Sales of customized inline sheet thermoforming machines for processing Visteon's multilayer automotive fuel tanks, with robotics used to internalize parts, helped make 2002 the best sales year ever for machine maker Brown Machine (Beaverton, MI), according to Dick Lacana, Brown president. Lacana says Visteon purchased "multiple machines" but offers no specifics. Brown is in discussion with other automotive suppliers for this application, he adds.

Extruder manufacturer PTi (Aurora, IL) supplied Visteon an extrusion line to process six-layer sheet, with an EVOH barrier layer, for the tanks.


TVA to flood valley with processors

The Tennessee Valley Authority (TVA) has created a new department to help TVA distributors generate more leads for industrial development in the region. Four industrial sectors-plastics, automotive, electronics, and food logistics/distribution-are targeted to recruit and locate businesses in the Valley. According to TVA, research and analysis determined these markets have the most potential for growth within the Valley because of the existing labor force and infrastructure.

"Affordable, reliable power is a significant factor that companies consider in deciding on a location for their facilities," said TVA chairman Glenn McCullough Jr. "It makes good business sense for distributors of TVA power to work together to recruit valuable industries and jobs for the people of the Tennessee Valley and for TVA to support those efforts."


Shrink films continue to surge

An annual growth of 20 percent is reported in the use of high shrink films to provide 360 degree coverage of beverage and consumer items, says Louis Darlet, communications manager of tenter frame manufacturer DMT (Le Bourget-du-Lac, France). He says that such applications as shrink sleeves, full body labels, cap seals, and tamper-evident bands have a high penetration into the flexible packaging sector and are starting to take market share.

PET copolyester labels offer up to 80 percent ultimate shrink compared to 70 percent with oriented polystyrene (OPS) and 60 percent with PVC. He says that PET tends to display a flatter shrink curve and lower temperature shrink initiation than the alternatives. PET results in more predictable shrink performance and faster throughput times. OPS tends to be less wrinkle-prone, providing a softer label at 40 percent lower costs than PET, but the material is harder to print.

INJECTION MOLDING Arburg adds new director, site

Injection machine maker Arburg (Lossburg, Germany) will open a second U.S. technology center, probably in Orange County, CA. Construction is expected to start later this year, with the center opening in spring 2004. Arburg Inc.'s U.S. headquarters are in Newington, CT.

Arburg Inc. has a new sales director. Tony Firth, who left earlier this year after just one year with the company, has been replaced by Mark Paddock, who transfers from Cinpres Gas Injection Inc.'s U.S. offices in Ann Arbor, MI. Firth is now U.S. sales manager for U.K. extruder and recycling equipment maker Boston Matthews. CGI has temporarily brought John Heasman out of retirement to replace Paddock.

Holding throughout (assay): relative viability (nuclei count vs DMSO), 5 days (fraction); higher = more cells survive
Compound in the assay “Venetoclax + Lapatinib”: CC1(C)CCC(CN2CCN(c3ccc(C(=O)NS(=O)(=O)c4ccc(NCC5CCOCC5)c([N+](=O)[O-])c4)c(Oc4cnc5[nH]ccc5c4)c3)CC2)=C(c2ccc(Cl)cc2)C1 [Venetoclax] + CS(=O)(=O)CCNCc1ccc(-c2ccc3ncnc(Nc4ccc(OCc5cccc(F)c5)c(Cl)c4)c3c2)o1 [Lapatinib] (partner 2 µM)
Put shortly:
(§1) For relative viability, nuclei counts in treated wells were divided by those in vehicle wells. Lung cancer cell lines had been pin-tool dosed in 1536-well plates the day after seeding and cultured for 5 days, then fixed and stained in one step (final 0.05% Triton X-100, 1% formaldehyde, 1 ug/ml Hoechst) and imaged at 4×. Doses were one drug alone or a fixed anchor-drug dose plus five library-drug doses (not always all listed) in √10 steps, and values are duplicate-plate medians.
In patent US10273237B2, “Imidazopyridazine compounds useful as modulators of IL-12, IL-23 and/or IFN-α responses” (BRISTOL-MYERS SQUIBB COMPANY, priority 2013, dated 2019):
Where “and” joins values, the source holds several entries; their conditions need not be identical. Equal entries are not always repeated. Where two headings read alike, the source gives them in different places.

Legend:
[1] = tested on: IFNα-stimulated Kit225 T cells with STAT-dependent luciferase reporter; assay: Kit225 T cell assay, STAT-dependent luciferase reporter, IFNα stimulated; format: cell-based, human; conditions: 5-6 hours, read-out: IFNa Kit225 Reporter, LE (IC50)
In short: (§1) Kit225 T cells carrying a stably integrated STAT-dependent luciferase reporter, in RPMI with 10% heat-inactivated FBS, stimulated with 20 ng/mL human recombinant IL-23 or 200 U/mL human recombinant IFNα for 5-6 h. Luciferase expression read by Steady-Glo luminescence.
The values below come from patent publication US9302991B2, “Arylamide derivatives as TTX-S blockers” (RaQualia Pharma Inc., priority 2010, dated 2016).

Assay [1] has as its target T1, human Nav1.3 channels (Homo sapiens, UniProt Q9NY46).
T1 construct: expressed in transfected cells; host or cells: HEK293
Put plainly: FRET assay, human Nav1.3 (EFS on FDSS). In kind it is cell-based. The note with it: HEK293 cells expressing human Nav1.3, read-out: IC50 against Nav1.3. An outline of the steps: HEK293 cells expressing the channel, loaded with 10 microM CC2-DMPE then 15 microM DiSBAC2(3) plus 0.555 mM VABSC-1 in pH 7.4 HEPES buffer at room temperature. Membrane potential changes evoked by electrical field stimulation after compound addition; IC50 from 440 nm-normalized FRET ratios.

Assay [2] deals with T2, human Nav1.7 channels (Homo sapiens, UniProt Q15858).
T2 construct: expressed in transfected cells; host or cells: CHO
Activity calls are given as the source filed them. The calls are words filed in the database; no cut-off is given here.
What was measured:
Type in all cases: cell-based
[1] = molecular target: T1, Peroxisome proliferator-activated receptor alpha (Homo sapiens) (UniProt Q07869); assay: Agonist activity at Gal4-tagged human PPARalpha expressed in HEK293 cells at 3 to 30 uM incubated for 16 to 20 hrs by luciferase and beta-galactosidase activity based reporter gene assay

Engel mulls production in China

China is a likely future production location for injection molding machine maker Engel (Schwertberg, Austria) but operations there are unlikely for several years, says company chief Peter Neumann. "We expect big demand for big machines in China," says Neumann, as large-scale production of automobiles in China will require local production of components and systems, which will in turn create needs for production of high-end machinery there. Production of big machines in China would fit with the company's global platform strategy. "We want production of big and small machines on three continents." The company already makes tiebarless Victory machines in Pyungtaek, South Korea.

Neumann, previously CEO of Engel Austria, took over from his father-in-law, Georg Schwarz, as chairman of Engel Holding GmbH on July 1. Gotthard Mayringer, previously finance director of Engel Austria, also sits on the two-man board. Engel Holding GmbH coordinates and controls all Engel operating companies in Austria, North America, and Korea. Neumann will be succeeded at the end of the year by Georg Tinschert, an ex-Engel director.

BLOW MOLDING SBM machine makers keeping an eye on preforms . . .

Stretch blowmolding (SBM) machine makers have positioned themselves to offer preform inspection equipment. A strategic alliance between Sidel (Octeville sur Mer, France) and Pressco Technology (Cleveland, OH) gives Sidel exclusive distribution rights in Europe and Asia for Pressco's Intellispec PET container vision inspection systems when sold with a stretch blowmolding machine. Sidel also acquired a stake of unrevealed size in Pressco. "The relationship provides us with strategic strength, since Sidel has people on the ground everywhere," explains Don Cochran, Pressco president/CEO. Adds Sidel president/CEO Gerard Stricher, "I think downgauging of bottles has just about reached its limit, as have SBM speeds. The next step to improve stretch blowmolding economics will be full process control."

Sidel's competitor Krones (Neutraubling, Germany) has developed its own PET preform inspection unit. SIG Corpoplast (Hamburg) has no exclusive arrangement with any vision inspection system, says firm president Olaf Weiland; at NPE a Corpoplast machine was fitted with a preform inspection unit from AGR TopWave LLC (Butler, PA).

. . . and discuss barrier economics